As a new wave of tariffs takes hold, U.S. exporters are getting back a key tool to help them compete in the global marketplace—a fully functioning U.S. Export-Import Bank. The Senate voted Wednesday to confirm three nominees to the agency’s board of directors, including its president, giving it a quorum for the first time in four years.
The Senate confirmed Kimberly Reed as bank president and former Rep. Spencer Bachus and Judith DelZoppo as directors, giving the bank the required quorum for the first time since 2015 under then-President Obama. The future of the Ex-Im Bank is hardly secure, however, as another fight over its existence is expected in the fall.
“Now that the Export-Import Bank is on track to be fully functional again, after a four-year hiatus, manufacturers in America can once more reach their full potential and more aggressively compete against China and others,” said Jay Timmons, president and CEO of the National Association of Manufacturers (NAM) after the vote.
The bank supports U.S. companies exporting goods overseas by guaranteeing loans for foreign buyers. Deals of more than $10 million have to be approved by the board of directors, which hasn’t been able to do so since 2015 because of the vacancies on the board.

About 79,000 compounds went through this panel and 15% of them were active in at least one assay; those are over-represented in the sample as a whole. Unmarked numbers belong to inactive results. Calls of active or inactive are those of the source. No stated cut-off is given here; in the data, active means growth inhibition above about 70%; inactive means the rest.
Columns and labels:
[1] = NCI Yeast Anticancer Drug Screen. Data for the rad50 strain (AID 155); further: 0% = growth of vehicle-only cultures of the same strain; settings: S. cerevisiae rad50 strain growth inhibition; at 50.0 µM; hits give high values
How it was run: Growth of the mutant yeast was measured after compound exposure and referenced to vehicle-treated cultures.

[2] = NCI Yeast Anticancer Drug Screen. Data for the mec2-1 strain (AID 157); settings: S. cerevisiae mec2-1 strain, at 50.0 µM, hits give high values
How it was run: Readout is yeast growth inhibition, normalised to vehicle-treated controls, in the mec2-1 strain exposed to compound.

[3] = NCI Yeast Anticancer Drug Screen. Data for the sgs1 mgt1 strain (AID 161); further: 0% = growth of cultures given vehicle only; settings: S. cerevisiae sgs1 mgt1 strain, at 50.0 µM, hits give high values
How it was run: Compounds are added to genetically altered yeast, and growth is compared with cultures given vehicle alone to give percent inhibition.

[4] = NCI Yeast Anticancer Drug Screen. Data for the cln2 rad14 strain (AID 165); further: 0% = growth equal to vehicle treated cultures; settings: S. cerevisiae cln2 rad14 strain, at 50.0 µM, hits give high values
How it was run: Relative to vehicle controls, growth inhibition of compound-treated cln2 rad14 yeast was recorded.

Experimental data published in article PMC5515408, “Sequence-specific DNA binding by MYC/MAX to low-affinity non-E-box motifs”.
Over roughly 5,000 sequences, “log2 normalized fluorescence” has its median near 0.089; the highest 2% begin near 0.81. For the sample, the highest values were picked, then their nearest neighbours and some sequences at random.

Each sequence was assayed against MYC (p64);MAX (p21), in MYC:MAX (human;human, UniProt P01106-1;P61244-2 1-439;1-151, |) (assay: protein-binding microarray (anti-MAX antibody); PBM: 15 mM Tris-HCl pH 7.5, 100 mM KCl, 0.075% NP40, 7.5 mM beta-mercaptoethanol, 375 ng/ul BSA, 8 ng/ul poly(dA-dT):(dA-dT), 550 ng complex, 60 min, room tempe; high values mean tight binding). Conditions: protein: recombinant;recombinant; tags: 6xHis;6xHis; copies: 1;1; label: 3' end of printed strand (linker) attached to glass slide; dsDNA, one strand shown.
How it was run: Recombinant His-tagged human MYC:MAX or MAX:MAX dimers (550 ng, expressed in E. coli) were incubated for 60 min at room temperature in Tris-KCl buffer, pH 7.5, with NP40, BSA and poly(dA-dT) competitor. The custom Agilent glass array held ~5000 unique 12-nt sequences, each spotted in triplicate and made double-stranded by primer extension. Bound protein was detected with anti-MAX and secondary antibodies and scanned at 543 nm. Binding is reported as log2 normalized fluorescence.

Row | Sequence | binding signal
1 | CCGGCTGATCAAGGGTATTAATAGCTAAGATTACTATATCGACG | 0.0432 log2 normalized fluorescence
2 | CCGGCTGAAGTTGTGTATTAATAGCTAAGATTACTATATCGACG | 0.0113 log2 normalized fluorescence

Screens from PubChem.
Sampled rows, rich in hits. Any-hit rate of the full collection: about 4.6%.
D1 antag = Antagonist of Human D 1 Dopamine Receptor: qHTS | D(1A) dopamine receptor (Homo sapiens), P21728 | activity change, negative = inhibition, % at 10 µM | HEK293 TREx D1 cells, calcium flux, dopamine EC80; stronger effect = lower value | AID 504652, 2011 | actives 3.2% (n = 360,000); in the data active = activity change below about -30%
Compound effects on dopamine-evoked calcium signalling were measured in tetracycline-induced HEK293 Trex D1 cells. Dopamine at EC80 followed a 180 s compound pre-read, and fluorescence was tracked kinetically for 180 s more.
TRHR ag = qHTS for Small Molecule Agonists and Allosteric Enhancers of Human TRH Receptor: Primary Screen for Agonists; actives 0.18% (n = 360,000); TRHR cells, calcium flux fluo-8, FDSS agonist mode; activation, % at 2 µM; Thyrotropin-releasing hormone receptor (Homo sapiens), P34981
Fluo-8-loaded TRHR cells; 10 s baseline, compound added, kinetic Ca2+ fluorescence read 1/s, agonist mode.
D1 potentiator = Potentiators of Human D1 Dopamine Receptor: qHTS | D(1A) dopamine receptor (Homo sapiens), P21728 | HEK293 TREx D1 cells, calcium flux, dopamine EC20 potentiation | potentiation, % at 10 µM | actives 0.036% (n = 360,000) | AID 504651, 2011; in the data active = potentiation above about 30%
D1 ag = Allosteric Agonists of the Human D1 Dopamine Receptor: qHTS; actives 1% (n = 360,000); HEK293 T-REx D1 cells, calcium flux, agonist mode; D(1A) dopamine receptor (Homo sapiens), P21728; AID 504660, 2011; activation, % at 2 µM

According to NAM, the bank has supported 1.7 million jobs over the past 10 years, and on average, more than 90 percent of the Ex-Im Bank’s transactions have directly supported small businesses. The return of the bank is good news for New Jersey, which is one of the larger export states in the nation. In 2017, New Jersey ranked 13th in exports, selling more than $34 billion in goods and services overseas.
According to The Hill, however, the fight is far from over.
“Supporters and opponents, though, are already looking ahead to the next fight in September, when lawmakers must reauthorize the bank,” writer Alex Gangitano reported. “That will take another big push from business groups.”
Timmons painted the bank’s work as a complement to Trump’s efforts to boost American jobs and level the trade playing field. Trump has imposed new sanctions on China that took effect May 10.
“When the president of the United States is expending a tremendous amount of political capital to try to get China to play by the rules, and to adopt what we’ve advocated for at NAM—a bilateral and enforceable rules-based trade agreement with China—you can’t let them win the battle of financing guarantees for exports and they certainly have been during this time,” Timmons told The Hill.